Whether it’s a deal or an employee, the Goldman Sachs mindset is to own and to drive

While the head of the investment bank’s swift response to reports of inhumane working conditions was commendable, the whole ethos of the company is built around domination, writes Chris Blackhurst

Saturday 10 April 2021 00:50
<p>David Solomon, the chair and chief executive of Goldman Sachs</p>

David Solomon, the chair and chief executive of Goldman Sachs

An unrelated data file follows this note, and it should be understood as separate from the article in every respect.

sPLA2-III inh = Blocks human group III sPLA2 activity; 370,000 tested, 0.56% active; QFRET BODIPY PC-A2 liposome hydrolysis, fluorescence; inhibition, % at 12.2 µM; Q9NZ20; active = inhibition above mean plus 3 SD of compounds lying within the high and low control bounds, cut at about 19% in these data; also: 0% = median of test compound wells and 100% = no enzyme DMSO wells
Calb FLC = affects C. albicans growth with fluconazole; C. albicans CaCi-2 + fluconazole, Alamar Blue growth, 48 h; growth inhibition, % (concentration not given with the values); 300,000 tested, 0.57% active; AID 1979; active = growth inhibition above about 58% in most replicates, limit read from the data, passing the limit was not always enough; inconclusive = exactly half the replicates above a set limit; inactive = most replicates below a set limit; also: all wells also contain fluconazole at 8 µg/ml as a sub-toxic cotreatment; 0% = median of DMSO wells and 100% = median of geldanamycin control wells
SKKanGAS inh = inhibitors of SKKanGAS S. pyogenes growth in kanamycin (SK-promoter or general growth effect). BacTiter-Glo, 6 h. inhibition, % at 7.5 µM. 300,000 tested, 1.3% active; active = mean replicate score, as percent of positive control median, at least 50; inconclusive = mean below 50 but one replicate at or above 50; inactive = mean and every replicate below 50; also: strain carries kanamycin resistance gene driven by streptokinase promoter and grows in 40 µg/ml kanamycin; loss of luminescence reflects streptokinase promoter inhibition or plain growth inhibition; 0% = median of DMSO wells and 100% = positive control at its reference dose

In some ways, I’ve got sympathy for David Solomon, the head of Goldman Sachs.

There is the investment banking colossus, having invested a lot of money, time and effort into establishing a certain method of operating, then along comes a global pandemic to question its worth. Tearing up this framework and changing working practices to allow people to remain at home is ground-shaking. No wonder then that Solomon described remote working as an “aberration” and indicated his desire for everyone to return to the office.

The reason he gave was that Goldman is an “innovative, collaborative apprenticeship culture”. Having staff in their spare rooms or at their kitchen tables does not sit well in that environment.

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